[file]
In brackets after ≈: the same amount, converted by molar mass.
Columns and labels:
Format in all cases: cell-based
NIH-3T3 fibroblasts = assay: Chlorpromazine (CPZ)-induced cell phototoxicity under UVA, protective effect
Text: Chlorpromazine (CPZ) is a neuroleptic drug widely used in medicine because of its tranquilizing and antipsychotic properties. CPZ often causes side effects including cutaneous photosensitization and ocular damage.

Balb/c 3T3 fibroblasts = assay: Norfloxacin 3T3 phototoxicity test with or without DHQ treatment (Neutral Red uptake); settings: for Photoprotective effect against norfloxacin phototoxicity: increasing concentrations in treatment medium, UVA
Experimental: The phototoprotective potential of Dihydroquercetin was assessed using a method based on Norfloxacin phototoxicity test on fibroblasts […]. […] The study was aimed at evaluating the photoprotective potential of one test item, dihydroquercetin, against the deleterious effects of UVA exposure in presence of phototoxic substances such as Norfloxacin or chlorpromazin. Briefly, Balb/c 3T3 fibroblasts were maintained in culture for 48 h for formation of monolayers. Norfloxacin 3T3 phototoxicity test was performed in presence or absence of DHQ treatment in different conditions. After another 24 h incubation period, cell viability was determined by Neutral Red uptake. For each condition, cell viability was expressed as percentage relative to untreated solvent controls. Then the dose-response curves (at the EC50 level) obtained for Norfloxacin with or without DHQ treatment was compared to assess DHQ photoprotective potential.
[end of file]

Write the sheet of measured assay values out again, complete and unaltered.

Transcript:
In brackets after ≈: the same amount, converted by molar mass.
Columns and labels:
Format in all cases: cell-based
NIH-3T3 fibroblasts = assay: Chlorpromazine (CPZ)-induced cell phototoxicity under UVA, protective effect
Text: Chlorpromazine (CPZ) is a neuroleptic drug widely used in medicine because of its tranquilizing and antipsychotic properties. CPZ often causes side effects including cutaneous photosensitization and ocular damage.

Balb/c 3T3 fibroblasts = assay: Norfloxacin 3T3 phototoxicity test with or without DHQ treatment (Neutral Red uptake); settings: for Photoprotective effect against norfloxacin phototoxicity: increasing concentrations in treatment medium, UVA
Experimental: The phototoprotective potential of Dihydroquercetin was assessed using a method based on Norfloxacin phototoxicity test on fibroblasts […]. […] The study was aimed at evaluating the photoprotective potential of one test item, dihydroquercetin, against the deleterious effects of UVA exposure in presence of phototoxic substances such as Norfloxacin or chlorpromazin. Briefly, Balb/c 3T3 fibroblasts were maintained in culture for 48 h for formation of monolayers. Norfloxacin 3T3 phototoxicity test was performed in presence or absence of DHQ treatment in different conditions. After another 24 h incubation period, cell viability was determined by Neutral Red uptake. For each condition, cell viability was expressed as percentage relative to untreated solvent controls. Then the dose-response curves (at the EC50 level) obtained for Norfloxacin with or without DHQ treatment was compared to assess DHQ photoprotective potential.